# Mann-Whitney for non-normal distributions with n>20?

I have 12 groups of datasets (mostly non-Normal, quite right-skewed), and I would like to see if there is a significant difference within each pair. (But the data itself is not a paired dataset, as in dataset #1 and dataset #2 that I am comparing are from independent populations.)

My data also has outliers (following the 1.5*IQR rule), so I understand that the t-test is not valid because (x bar) and s are not robust against outliers. The main alternative I see is to use the rank test Mann-Whitney U test. (Let me know if I am not on the right track.)

In Zar's Biostatistical Analysis (4th ed, pg. Ap100): "For the Mann-Whitney test involving n1 and/or n2 larger than those in this table, the normal approximation may be used." The table goes to n1=20, n2=40.

In Moore, McCabe, Craig's Introduction to the Practice of Statistics (6th ed., pg. 432): For sample sizes 15≤ n ≤39, "t procedures can be used except in the presence of outliers or strong skewness." For samples sizes ≥40, "t procedures can be used even for clearly skewed distributions."

Does this mean if n for one of my populations ≥20 (or ≥40?), I will have more accurate/powerful results using the 2-sample t-test (assuming unequal variance) instead? What if n1 ≤20 but n2 ≥20? If I need to use the Mann-Whitney U test for some, should I be using Mann-Whitney U test for all in order to compare the results? Are there other hypotheses tests I should be using instead?

For reference, the populations that I am comparing have counts:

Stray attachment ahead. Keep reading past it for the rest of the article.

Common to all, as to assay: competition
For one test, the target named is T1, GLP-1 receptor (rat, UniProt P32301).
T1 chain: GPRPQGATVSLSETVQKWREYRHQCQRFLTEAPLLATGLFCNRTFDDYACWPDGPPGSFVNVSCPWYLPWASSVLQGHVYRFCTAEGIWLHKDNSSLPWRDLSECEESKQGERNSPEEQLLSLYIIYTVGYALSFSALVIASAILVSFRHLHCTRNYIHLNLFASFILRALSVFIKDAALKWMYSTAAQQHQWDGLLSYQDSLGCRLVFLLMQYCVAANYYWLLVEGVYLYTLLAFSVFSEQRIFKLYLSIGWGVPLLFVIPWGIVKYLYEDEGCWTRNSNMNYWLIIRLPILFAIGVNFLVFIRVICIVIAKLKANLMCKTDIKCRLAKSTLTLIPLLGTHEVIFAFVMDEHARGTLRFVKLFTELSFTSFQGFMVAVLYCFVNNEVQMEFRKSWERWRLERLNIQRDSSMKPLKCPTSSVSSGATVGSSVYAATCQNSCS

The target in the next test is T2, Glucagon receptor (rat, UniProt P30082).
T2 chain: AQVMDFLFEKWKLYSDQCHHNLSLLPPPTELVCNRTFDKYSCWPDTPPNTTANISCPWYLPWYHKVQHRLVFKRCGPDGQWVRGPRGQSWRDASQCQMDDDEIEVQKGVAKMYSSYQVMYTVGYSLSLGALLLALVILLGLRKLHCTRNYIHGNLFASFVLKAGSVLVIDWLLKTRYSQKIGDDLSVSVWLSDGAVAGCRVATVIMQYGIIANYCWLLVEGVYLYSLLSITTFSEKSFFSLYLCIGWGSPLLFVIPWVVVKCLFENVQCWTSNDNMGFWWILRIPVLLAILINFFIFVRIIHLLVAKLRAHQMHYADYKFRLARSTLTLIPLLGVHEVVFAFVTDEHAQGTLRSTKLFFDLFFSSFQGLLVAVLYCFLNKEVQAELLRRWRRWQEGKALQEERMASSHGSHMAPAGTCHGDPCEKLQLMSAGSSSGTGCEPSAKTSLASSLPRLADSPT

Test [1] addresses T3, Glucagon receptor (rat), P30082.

n1 = 15, n2 = 20
n1 = 7,  n2 = 27
n1 = 12, n2 = 11
n1 = 13, n2 = 4
n1 = 22, n2 = 47
n1 = 25, n2 = 15
n1 = 20, n2 = 21
n1 = 12, n2 = 27
n1 = 22, n2 = 22
n1 = 26, n2 = 14
n1 = 32, n2 = 48
n1 = 48, n2 = 36


Your thoughts are appreciated. Thank you so much!

FYI I have been using Excel's 2-sample t-test assuming unequal variance and Vassarstat's online Mann-Whitney test: http://vassarstats.net/index.html (under the heading Ordinal Data).

t procedures can be used even for clearly skewed distributions.

I don't think it's automatically reasonable to give a specific $n$ for this advice because there will be distributions/data sets that break it. Well, there might just be some sufficient $n$ but for me it doesn't kick in anywhere close to $n=40$.

Does this mean if n for one of my populations ≥20 (or ≥40?), I will have more accurate/powerful results using the 2-sample t-test (assuming unequal variance) instead?

In general, the answer is a very clear 'no'. The t tends to have reasonably good power relative to the MW for light-tailed distributions ... and can have really bad power for heavy-tailed ones. Skewness tends to be compounded with heavy tails - if power is your main motivation for using the t-test, you should probably avoid it in this case.

The Man-Whitney test should be sensitive to the sorts of departures you're trying to pick up (but note that scale and location will be confounded).

Another possibility is to do a permutation, randomization or bootstrap test.

You could probably control the skewness and outliers with a square root transformation of the counts and then use a t-test.